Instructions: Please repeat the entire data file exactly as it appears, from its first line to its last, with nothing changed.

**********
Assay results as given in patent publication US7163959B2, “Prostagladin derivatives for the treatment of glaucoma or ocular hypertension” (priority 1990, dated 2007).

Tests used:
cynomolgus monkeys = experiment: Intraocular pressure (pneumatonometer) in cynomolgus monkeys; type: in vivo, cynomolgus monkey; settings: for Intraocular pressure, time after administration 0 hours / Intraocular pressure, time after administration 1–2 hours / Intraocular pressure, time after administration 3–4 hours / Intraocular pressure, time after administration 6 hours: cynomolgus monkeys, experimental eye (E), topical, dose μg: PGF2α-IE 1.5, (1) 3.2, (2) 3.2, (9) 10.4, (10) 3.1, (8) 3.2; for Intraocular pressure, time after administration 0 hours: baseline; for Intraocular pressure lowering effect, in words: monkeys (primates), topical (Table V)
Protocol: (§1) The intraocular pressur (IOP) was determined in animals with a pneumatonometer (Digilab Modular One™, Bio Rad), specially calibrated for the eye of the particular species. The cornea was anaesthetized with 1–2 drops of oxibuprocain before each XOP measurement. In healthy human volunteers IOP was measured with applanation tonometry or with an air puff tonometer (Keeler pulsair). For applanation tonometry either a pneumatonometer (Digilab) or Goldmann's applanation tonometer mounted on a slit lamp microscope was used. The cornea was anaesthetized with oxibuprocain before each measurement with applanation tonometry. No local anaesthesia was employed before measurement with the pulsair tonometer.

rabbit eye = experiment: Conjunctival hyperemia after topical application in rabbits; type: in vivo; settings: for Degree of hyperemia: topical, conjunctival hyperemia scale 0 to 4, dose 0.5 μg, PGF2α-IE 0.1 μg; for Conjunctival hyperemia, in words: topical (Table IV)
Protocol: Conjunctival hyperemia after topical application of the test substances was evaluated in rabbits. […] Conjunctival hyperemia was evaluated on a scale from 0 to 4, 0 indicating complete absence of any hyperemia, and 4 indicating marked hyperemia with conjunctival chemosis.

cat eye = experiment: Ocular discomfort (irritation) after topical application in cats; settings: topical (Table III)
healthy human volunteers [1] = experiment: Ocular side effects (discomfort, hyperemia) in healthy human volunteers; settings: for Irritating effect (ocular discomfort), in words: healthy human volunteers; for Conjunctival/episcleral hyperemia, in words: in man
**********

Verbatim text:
Assay results as given in patent publication US7163959B2, “Prostagladin derivatives for the treatment of glaucoma or ocular hypertension” (priority 1990, dated 2007).

Tests used:
cynomolgus monkeys = experiment: Intraocular pressure (pneumatonometer) in cynomolgus monkeys; type: in vivo, cynomolgus monkey; settings: for Intraocular pressure, time after administration 0 hours / Intraocular pressure, time after administration 1–2 hours / Intraocular pressure, time after administration 3–4 hours / Intraocular pressure, time after administration 6 hours: cynomolgus monkeys, experimental eye (E), topical, dose μg: PGF2α-IE 1.5, (1) 3.2, (2) 3.2, (9) 10.4, (10) 3.1, (8) 3.2; for Intraocular pressure, time after administration 0 hours: baseline; for Intraocular pressure lowering effect, in words: monkeys (primates), topical (Table V)
Protocol: (§1) The intraocular pressur (IOP) was determined in animals with a pneumatonometer (Digilab Modular One™, Bio Rad), specially calibrated for the eye of the particular species. The cornea was anaesthetized with 1–2 drops of oxibuprocain before each XOP measurement. In healthy human volunteers IOP was measured with applanation tonometry or with an air puff tonometer (Keeler pulsair). For applanation tonometry either a pneumatonometer (Digilab) or Goldmann's applanation tonometer mounted on a slit lamp microscope was used. The cornea was anaesthetized with oxibuprocain before each measurement with applanation tonometry. No local anaesthesia was employed before measurement with the pulsair tonometer.

rabbit eye = experiment: Conjunctival hyperemia after topical application in rabbits; type: in vivo; settings: for Degree of hyperemia: topical, conjunctival hyperemia scale 0 to 4, dose 0.5 μg, PGF2α-IE 0.1 μg; for Conjunctival hyperemia, in words: topical (Table IV)
Protocol: Conjunctival hyperemia after topical application of the test substances was evaluated in rabbits. […] Conjunctival hyperemia was evaluated on a scale from 0 to 4, 0 indicating complete absence of any hyperemia, and 4 indicating marked hyperemia with conjunctival chemosis.

cat eye = experiment: Ocular discomfort (irritation) after topical application in cats; settings: topical (Table III)
healthy human volunteers [1] = experiment: Ocular side effects (discomfort, hyperemia) in healthy human volunteers; settings: for Irritating effect (ocular discomfort), in words: healthy human volunteers; for Conjunctival/episcleral hyperemia, in words: in man